FBI: Nashville Bombing Suspect Died in Blast

Suspect’s RV in downtown Nashville, via FBI.

By Steve Neavling

Forensic tests show the suspect in the downtown Nashville bombing on Christmas morning died in the explosion, the FBI said Sunday. 

The bureau matched the DNA of tissue samples found at the scene with that of the suspect Anthony Quinn Warner, 63, of Antioch, TN. 

Investigators got a break in the case when the Tennessee Highway Patrol located and recovered the VIN from the suspect’s RV. That information, along with tips from the public, led investigators to the home of the suspect. 

FBI and ATF agents are still recovering and analyzing evidence. No motive has been identified yet. 

Authorities said there’s no evidence that additional suspects were involved.

“Leads are still being followed, but at this time, there is no indication that any other individuals are involved,” the bureau said in a news release

The blast rocked downtown Nashville, injuring three people and heavily damaging businesses, including an AT&T switching center.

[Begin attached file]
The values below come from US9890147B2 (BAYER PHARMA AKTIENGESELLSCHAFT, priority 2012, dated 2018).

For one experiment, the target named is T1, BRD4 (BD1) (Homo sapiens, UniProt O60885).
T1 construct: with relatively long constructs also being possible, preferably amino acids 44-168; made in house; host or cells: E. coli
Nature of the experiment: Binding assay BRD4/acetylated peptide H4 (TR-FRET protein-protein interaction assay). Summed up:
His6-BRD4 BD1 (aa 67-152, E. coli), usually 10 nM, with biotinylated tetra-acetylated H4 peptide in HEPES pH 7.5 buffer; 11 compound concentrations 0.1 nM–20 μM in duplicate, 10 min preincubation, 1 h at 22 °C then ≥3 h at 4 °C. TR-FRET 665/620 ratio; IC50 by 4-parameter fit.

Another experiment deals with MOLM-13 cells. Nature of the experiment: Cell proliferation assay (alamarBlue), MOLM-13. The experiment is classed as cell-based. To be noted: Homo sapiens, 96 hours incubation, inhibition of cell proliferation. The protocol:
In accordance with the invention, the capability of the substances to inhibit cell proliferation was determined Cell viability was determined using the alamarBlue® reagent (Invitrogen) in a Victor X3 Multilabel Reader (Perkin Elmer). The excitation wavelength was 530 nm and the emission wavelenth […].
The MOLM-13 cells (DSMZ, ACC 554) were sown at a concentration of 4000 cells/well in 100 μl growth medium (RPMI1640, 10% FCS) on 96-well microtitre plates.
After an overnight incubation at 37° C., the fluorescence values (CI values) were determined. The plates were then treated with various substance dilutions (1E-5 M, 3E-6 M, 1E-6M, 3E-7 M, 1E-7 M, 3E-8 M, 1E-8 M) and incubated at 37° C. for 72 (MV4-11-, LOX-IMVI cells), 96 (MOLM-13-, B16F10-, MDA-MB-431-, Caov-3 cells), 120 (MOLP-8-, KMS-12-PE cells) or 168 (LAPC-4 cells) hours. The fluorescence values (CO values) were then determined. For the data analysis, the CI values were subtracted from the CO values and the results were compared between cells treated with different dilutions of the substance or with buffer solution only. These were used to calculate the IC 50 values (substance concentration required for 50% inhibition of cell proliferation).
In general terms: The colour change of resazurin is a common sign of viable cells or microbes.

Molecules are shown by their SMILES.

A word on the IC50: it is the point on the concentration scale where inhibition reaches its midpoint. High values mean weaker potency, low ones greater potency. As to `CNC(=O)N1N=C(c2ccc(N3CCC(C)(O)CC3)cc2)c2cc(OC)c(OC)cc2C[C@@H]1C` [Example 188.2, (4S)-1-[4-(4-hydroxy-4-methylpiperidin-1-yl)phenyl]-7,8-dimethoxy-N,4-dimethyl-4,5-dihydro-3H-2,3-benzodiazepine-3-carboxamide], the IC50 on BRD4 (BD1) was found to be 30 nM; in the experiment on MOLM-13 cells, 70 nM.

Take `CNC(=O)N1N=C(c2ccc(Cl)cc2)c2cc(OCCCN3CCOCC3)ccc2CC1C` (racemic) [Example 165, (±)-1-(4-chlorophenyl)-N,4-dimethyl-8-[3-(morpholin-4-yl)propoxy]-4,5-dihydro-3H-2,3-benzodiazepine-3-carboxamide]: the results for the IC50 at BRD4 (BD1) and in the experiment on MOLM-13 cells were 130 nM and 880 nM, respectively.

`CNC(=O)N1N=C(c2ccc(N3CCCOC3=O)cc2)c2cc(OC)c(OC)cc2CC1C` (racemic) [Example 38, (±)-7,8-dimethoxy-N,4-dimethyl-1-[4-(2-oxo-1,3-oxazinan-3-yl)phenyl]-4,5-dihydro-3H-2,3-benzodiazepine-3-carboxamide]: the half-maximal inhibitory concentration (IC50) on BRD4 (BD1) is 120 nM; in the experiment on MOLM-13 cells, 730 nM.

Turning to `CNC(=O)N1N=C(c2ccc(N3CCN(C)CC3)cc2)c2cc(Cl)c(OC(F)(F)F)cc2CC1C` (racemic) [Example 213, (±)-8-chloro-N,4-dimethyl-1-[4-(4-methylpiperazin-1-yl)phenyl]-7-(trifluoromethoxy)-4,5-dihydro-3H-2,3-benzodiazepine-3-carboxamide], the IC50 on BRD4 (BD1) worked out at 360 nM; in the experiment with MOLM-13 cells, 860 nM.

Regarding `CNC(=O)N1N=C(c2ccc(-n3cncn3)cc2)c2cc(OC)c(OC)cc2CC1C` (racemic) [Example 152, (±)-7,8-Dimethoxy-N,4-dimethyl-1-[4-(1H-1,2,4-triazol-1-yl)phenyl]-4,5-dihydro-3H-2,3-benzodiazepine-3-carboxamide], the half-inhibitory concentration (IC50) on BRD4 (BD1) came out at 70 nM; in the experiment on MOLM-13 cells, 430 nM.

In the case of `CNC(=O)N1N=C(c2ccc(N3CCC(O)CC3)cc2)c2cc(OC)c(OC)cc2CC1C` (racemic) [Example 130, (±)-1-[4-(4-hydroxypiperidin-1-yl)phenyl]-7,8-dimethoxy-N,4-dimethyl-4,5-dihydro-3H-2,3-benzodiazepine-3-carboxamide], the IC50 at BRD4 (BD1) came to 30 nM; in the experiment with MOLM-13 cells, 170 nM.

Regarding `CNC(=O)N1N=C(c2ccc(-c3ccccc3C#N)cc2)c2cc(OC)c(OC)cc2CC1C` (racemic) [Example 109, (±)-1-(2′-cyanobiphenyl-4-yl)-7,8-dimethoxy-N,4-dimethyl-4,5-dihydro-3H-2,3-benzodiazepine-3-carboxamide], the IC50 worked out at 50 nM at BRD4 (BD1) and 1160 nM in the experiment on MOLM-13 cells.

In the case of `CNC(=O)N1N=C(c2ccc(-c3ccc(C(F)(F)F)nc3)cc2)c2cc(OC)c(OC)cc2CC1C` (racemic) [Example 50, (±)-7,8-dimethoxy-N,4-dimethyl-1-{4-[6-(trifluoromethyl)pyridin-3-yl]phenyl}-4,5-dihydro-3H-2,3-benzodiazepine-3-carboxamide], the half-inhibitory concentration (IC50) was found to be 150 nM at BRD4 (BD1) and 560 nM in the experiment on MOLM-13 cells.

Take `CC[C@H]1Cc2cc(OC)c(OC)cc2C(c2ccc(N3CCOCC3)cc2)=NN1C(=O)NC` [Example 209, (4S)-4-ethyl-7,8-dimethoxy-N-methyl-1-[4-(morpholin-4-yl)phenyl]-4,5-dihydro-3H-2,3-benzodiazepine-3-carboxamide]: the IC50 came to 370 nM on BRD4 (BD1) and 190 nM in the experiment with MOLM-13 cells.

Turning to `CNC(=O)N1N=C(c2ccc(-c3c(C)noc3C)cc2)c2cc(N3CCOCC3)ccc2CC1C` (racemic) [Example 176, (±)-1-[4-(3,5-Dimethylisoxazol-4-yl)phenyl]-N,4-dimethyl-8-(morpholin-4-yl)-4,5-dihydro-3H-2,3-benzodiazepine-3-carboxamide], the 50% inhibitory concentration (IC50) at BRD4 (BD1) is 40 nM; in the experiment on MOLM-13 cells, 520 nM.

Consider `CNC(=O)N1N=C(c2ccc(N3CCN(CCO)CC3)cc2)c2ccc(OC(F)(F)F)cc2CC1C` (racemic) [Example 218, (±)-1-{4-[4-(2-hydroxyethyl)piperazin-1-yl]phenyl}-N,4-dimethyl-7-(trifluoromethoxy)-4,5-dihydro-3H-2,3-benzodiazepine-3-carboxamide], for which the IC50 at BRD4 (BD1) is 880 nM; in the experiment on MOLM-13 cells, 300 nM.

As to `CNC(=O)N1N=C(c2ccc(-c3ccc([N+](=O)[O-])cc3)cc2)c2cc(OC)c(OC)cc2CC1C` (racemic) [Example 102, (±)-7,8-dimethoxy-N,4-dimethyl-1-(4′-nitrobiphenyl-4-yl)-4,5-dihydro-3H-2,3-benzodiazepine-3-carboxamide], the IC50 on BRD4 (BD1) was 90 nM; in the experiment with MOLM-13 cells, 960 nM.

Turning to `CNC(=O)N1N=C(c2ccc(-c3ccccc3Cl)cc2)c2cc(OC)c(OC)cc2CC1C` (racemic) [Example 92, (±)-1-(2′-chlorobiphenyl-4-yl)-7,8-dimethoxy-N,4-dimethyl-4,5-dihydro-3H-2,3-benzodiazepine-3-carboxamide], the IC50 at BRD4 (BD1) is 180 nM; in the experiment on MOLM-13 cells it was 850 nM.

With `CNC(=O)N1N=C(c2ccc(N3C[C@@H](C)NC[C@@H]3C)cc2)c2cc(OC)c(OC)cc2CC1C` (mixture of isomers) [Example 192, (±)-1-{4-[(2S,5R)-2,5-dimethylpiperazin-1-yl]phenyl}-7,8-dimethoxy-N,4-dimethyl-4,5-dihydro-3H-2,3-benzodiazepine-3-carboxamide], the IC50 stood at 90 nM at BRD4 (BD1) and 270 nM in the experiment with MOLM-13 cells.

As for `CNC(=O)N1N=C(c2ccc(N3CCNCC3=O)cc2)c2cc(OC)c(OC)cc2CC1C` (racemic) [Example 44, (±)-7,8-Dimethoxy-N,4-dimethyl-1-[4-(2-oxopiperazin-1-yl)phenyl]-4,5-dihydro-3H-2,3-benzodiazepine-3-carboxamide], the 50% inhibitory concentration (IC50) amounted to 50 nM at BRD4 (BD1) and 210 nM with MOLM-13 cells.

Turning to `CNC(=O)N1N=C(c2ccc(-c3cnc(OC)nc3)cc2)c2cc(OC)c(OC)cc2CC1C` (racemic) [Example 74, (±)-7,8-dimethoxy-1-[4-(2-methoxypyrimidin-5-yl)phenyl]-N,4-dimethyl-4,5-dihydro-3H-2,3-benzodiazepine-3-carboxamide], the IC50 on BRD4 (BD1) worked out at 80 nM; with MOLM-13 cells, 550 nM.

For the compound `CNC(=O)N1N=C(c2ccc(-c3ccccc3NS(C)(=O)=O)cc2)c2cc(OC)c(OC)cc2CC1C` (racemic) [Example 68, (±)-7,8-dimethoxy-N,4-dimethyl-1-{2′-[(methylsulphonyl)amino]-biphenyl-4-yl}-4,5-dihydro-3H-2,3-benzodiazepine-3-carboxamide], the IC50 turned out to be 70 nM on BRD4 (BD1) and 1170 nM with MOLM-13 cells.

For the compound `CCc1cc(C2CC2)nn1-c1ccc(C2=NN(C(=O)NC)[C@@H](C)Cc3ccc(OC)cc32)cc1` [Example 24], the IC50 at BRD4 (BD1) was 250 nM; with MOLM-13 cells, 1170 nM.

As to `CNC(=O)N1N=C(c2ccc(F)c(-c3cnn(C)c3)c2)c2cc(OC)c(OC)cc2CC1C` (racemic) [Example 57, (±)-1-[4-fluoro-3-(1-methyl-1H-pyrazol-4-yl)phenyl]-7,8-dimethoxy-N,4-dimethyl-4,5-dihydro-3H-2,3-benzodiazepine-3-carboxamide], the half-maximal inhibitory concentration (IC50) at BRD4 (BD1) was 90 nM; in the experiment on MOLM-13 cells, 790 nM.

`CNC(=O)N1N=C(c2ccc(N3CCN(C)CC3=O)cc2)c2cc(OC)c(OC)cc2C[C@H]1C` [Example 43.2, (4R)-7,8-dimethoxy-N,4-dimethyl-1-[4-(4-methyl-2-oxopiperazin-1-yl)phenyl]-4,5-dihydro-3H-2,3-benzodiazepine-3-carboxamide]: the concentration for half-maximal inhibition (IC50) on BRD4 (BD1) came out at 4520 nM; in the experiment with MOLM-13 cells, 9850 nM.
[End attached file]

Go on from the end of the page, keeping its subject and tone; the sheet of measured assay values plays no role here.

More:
Douglas Korneski Named Special Agent in Charge of Memphis Field Office

Special Agent Douglas Korneski.

By Steve Neavling

ticklethewire.com

Douglas Korneski, a 19-year veteran of the FBI, has been named special agent in charge of the Memphis Field Office.

Korneski was serving as a deputy assistant director in the Weapons of Mass Destruction Directorate at FBI headquarters in Washington, D.C.

Korneski’s career with the FBI began as a special agent in 2001, working counterintelligence and counterterrorism issues in the Los Angeles Field Office. He also served on the SWAT team.

In 2006, Korneski was promoted to supervisory special agent and transferred to the Counterterrorism Division at FBI headquarters.

In 2008, Korneski became unit chief of the newly formed National Security Analysis Center within the Foreign Terrorist Tracking Task Force.

In 2010, he served as the supervisor for domestic terrorism on the Joint Terrorism Task Force at the Atlanta Field Office. In 2014, Korneski served as the assistant special agent in charge of Atlanta’s Criminal Branch.

In 2016, Korneski was tapped to serve as the first section chief of the Office of Private Sector at headquarters.

In 2018, Korneski was named deputy assistant director of the Weapons of Mass Destruction Directorate, overseeing issues related to mitigating chemical, biological, radiological, nuclear, and explosive threats.

Before joining the FBI, Korneski graduated from the U.S. Military Academy and served as an officer in the U.S. Army Military Police Corps. He received a master’s degree in criminal justice from the University of South Carolina and graduated from the Naval Postgraduate School’s Homeland Security Executive Leaders Program.